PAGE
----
[ There are more than twenty significant new features in the 10.0.6 update to Final Cut Pro X. This article looks at one of them. Check out our latest training covering the Final Cut Pro X 10.0.6 update here ]
Another little feature that saves SO much time is Copy/Paste Attributes. This allows us to copy a variety of effects from one clip to another clip (or group of clips) without copying all of them.
This long-time feature in Final Cut Pro 7 is now available in Final Cut Pro X.
Here’s how it works.
Apply as many effects, or Inspector settings, to a clip as you wish. In this case, I:
Select the clip that has the effects you want to copy and choose Edit > Copy (or type the well-known Command+C).
NOTE: You can only copy effects from one clip. If more than one clip is selected, the effects are copied from the first clip.
Select the clip, or group of clips, to which you want to paste the effects.
Select Edit > Paste Attributes.
The Paste Attributes dialog opens. On the left is an image of the clip and a list of all the effects – including individual filters – of the clip you copied.
On the right is an image of the clip to which you want to apply effects.
NOTE: If more than one clip is selected, the image at the top is replaced by a group icon showing the number of selected clips.
Notice this menu at the bottom> If you don’t have keyframes applied to any effect, you can ignore this. If you DO have keyframes applied, this determines what happens to them.
Maintain Timing. With this setting, keyframe positions are not changed, they are copied to match the new clip with the old.
Stretch to Fit. Here, keyframe positions are adjusted based on the differences in duration between the original clip and the new clip. If the new clip’s duration is shorter than the original clip, keyframe positions are moved closer together, proportional to the difference in duration. If the new clip is longer, keyframes are moved farther apart.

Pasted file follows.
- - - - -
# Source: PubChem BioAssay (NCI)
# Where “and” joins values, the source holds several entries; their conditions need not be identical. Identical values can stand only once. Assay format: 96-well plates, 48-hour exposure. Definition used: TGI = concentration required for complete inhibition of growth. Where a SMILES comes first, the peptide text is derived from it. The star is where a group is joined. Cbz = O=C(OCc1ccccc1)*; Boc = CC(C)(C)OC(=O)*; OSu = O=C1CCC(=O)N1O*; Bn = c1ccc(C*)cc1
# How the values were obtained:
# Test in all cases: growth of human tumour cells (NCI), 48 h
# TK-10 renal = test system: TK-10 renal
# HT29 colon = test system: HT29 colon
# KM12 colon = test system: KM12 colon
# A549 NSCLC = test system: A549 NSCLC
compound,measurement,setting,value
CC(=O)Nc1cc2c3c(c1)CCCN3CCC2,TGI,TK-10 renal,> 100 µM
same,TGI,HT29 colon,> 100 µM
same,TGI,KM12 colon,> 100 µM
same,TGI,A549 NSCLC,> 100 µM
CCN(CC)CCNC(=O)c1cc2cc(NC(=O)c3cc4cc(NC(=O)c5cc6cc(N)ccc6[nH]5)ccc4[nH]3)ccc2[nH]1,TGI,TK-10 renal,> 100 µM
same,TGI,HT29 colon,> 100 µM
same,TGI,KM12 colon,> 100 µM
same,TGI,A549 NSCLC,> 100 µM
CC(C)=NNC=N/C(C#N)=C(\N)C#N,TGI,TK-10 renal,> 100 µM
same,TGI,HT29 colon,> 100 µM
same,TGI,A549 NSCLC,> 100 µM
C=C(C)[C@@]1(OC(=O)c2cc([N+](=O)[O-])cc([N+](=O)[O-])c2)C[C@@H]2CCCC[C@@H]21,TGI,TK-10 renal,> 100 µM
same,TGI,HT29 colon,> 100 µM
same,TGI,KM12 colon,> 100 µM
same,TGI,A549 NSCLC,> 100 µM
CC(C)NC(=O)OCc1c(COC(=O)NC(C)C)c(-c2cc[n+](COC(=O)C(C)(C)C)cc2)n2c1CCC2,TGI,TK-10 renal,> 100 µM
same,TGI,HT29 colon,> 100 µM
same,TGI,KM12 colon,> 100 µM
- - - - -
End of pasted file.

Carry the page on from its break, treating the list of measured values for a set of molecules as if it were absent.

This is similar to the keyframe checkbox in FCP 7 for Paste Attributes, and I am very pleased that Apple retained it.
In this case, I am not using keyframes, so I can leave this popup menu at its default setting.
On the left, check all the effects you want to transfer to the selected clips. Unlike FCP 7, we are now able to paste specific filters, as well as all the other Inspector settings. In this case, I’m copying:
When you have selected everything you want to copy, click OK.
NOTE: Unlike FCP 7, we are not able to paste the content of the old clip into the new clip.
Instantly, all the new clips inherit the effects you copied from the old clip. This is SUCH a useful tool, I am glad to see it back.
NOTE: If you want to copy all the effects from one clip to another clip (or group of clips) it is faster to use Edit > Paste Effects.
SECOND NOTE: While there is no way to remove all effects applied to a clip, here’s a quick workaround to reset all the Inspector settings for a clip:
- Copy a clip that has no effects associated with it.
- Select the clip with the Inspector settings you want to reset.
- Select Edit > Paste Effects.
- All Inspector settings are reset to default.
- Now, simply open the clip in the Inspector and remove the effects you added from the Effects Browser by selecting the effect name and pressing Delete.
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